Temperament changes, like technique
Many Australians, as recently as the summer of 2013, felt that Mitchell Johnson could never again be trusted to play in a Test match. Too unreliable, too fragile, too much of a punt. What happens if he has one of his AWOL days?
There was a view within English cricket, going into the Ashes series last English summer, that Ian Bell did not have the personality or strength of character to define a single Test match, let alone a whole series. Lovely player, beautiful technique, but too often adorned matches, too rarely grabbed them and determined the outcome.
Many tennis insiders felt the same about Stan Wawrinka, who won the Australian Open last week, playing with magnificent freedom and self-expression. Great ball-striker, terrific talent, but what about self-belief and resilience? Put him in a ring with Nadal or Djokovic, everyone said, and those two titanic iron men would absorb all the Swiss' punches, then push him over when he'd blown himself out.
Johnson, we all know now, turned the course of a whole Ashes series. Bell - and let's not forget this now his stock is down again - defined the previous series with three hundreds, each made with a cool head and huge skill. And Wawrinka is now the only man in Grand Slam history to have beaten both Nadal and Djokovic - two of the toughest athletes playing today - en route to claiming the title.
People change. Or, more accurately, their games change. This informs their personality, which in turn reinforces the new-found confidence in their game. Which came first, the improvement in play or the improvement in mindset? It's hard to say. But we know that the two factors become mutually reinforcing.
Competence is confidence is competence is confidence is competence.
That is why a very small adjustment in technique - the kind of tweak that Dennis Lillee might provide for Johnson, or Magnus Norman for Wawrinka - can unlock a virtuous circle of physical and psychological improvements.
It is tiresome hearing very good players, with the potential to become even better, dismissed and written off as "mentally not good enough", as though if that statement is true at one moment in their life then it is true for all time. Very occasionally, a player is indeed mentally a spent force. Much more often it is nonsense. A piece of snatched gossip is repeated so endlessly that it hardens into received wisdom.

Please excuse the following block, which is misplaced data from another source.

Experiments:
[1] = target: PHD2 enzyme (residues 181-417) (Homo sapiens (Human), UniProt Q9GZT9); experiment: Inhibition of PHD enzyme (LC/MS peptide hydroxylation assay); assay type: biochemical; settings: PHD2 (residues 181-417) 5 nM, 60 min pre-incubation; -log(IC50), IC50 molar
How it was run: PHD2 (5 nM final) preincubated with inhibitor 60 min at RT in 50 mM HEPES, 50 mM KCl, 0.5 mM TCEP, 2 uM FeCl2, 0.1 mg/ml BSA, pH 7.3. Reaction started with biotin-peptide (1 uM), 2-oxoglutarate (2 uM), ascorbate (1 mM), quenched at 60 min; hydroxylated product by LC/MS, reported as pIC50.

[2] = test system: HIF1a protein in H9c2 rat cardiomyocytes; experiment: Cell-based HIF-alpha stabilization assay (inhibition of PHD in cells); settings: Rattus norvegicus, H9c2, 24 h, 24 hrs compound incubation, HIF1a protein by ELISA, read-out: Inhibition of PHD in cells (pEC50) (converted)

A player's temperament, like the technique that supports it, is constantly in flux. Here is the crucial point: let's have more scepticism when it comes to pronouncing judgement on a player's mind. A good sound bite is rarely a sound assessment.
During the US Open last September, watching him outplay Djokovic, I was stunned by the quality of Wawrinka's play. It seemed hard to imagine how he could play at that level and eventually fail to convert it into winning performances against the top players. When you outplay Djokovic twice over five sets, even if you lose both times, you are obviously doing quite a lot right. Wawrinka was then ranked No. 10, and I tweeted that it was hard to believe there could be nine better players in the world. In flooded the responses, many telling me I was wrong because "At the highest level, sport becomes about mental strength."
What does this phrase mean? At the highest level, sport is about beating the other guy. This is also true at the medium level, and the low level - and indeed all the levels in between. So what, then, enables a player to perform better than his opponent? This too is a constant, regardless of the level of play: a mixture of talent, skill, mindset and good fortune.
Why should talent and skill diminish as a proportion of the equation as the level of the sport improves? They do not. There must always be a point at which a sportsman playing significantly more skilfully than his opponent will win, even if his opponent's temperament is generally more secure. After all, if that statement were not true, then Nadal would never lose at tennis, and Steve Waugh would have got a hundred every time. Sport is a lot more interesting than a static ranking order defined by a mental-strength index that is written in stone.
There are implications here for both coaches and pundits. A few weeks ago, I argued that elite athletes should try to protect a measure of naivety and mystery in their games. Too much deconstruction and self-analysis can inhibit the magic of playing a game. Above all, players should resist thinking that they have cracked the code in some permanent or settled manner. Allowing for flexibility and change is not weakness, it is an acknowledgment of human nature.
I now see that the same point applies equally to coaches - and the pundits who judge the decisions of players and coaches. Weak, frail, flaky, lets you down, inconsistent, no good under pressure. I implore all readers to ask themselves to make a mental list of players about whom they have said or felt those judgements. And then to check that list against the happy experiences they have enjoyed thanks to the wonderful victories achieved by those very same players. Lucky no one was keeping note. But you should have been. It's fun being wrong about people. It underlines the enduring and compelling mystery of human nature.
Sport, more than anything else, reminds us of the human capacity for surprise. Johnson, Bell, Wawrinka - all surprises. Or not - if, as you should, you believe in surprises.